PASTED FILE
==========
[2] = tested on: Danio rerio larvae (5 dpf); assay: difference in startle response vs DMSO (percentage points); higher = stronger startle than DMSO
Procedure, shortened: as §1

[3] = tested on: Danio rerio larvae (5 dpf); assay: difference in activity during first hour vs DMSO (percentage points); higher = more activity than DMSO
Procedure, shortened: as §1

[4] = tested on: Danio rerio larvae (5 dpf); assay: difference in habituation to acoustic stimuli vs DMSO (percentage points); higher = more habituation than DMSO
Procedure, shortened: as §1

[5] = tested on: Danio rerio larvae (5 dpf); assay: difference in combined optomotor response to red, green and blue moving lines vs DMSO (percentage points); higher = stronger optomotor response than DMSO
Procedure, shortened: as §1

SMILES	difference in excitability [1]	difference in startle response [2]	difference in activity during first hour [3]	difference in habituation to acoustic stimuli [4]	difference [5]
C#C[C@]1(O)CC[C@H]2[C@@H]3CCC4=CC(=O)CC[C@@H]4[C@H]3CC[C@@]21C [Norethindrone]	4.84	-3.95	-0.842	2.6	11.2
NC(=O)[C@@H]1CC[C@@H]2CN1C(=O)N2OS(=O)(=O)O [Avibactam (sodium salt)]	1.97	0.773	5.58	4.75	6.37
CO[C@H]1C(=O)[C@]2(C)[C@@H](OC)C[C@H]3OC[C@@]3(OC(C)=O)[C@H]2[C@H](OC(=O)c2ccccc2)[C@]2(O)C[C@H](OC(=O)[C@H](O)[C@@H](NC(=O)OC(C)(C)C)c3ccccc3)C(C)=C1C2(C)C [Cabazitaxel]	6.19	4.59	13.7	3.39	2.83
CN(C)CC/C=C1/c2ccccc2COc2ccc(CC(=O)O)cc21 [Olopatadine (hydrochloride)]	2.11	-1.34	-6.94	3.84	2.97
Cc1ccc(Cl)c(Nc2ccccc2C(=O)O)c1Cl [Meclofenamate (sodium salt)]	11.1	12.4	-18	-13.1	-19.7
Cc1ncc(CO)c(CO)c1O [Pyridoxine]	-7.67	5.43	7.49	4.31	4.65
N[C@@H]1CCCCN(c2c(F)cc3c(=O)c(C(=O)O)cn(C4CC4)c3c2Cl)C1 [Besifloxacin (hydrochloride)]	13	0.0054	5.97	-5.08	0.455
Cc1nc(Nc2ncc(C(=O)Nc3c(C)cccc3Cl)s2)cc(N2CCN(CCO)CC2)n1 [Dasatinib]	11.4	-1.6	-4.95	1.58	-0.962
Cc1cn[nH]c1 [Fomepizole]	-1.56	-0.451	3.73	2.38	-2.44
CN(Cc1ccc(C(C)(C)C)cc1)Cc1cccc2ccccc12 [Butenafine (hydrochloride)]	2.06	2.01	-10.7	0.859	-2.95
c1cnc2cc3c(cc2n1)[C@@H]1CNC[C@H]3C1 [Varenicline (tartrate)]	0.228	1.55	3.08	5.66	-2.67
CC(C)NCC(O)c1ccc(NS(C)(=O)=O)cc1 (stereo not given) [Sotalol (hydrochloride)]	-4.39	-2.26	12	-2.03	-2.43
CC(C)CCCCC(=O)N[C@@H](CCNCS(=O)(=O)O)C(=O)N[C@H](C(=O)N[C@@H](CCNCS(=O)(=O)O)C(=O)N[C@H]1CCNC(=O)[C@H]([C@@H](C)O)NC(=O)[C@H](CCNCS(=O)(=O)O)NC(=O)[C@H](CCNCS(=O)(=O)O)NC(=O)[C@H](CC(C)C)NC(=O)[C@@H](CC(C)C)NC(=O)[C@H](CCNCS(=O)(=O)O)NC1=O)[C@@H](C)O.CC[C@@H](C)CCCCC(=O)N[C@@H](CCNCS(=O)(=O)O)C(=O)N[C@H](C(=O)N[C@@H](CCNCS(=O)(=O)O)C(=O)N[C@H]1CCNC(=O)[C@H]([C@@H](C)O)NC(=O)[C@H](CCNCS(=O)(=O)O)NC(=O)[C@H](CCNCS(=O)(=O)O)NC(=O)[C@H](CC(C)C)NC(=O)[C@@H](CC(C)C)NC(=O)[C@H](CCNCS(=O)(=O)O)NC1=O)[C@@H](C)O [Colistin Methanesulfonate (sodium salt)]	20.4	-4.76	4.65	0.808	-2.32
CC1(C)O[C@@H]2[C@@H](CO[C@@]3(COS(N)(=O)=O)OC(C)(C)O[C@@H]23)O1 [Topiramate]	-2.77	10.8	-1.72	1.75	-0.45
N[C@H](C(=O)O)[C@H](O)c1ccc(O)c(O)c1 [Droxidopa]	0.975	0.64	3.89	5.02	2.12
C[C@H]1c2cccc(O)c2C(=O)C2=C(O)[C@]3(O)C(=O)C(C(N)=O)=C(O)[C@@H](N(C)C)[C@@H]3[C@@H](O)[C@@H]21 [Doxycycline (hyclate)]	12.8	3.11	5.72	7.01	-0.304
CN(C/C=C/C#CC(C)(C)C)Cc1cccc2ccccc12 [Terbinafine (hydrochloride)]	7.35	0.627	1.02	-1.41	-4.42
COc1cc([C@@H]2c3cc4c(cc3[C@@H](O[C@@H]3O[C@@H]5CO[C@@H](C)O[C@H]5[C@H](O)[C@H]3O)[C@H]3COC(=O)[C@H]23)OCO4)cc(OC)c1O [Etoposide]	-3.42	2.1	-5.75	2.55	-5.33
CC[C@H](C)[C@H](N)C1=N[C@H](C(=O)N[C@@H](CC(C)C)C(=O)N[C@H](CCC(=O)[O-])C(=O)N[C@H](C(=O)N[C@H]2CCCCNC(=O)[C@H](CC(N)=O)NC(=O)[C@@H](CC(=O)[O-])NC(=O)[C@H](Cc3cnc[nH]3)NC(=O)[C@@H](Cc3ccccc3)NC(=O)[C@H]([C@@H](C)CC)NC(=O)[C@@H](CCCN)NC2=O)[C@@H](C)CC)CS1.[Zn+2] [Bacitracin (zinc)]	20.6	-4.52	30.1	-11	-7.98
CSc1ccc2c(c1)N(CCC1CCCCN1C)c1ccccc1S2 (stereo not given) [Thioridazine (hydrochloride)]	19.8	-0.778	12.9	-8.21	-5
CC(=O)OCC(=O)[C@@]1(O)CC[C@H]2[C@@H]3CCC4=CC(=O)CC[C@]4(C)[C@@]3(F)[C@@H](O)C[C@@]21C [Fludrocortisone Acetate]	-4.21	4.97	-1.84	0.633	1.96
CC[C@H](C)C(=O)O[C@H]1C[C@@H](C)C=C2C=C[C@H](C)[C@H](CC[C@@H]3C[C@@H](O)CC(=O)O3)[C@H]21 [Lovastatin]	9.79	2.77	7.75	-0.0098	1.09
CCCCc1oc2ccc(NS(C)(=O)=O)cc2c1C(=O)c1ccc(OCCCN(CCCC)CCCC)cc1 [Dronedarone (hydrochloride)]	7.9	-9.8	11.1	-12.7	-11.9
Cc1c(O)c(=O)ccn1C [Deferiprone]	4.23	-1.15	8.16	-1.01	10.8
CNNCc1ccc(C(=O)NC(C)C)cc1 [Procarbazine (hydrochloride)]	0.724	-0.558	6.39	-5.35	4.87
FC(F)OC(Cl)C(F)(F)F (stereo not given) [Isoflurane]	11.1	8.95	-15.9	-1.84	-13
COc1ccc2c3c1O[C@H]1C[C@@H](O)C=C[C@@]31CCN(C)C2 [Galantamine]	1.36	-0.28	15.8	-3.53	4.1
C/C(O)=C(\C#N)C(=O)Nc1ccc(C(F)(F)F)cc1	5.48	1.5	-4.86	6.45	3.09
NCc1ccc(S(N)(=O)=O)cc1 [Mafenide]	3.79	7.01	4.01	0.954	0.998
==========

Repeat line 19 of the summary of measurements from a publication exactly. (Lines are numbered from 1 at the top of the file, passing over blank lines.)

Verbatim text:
CN(Cc1ccc(C(C)(C)C)cc1)Cc1cccc2ccccc12 [Butenafine (hydrochloride)]	2.06	2.01	-10.7	0.859	-2.95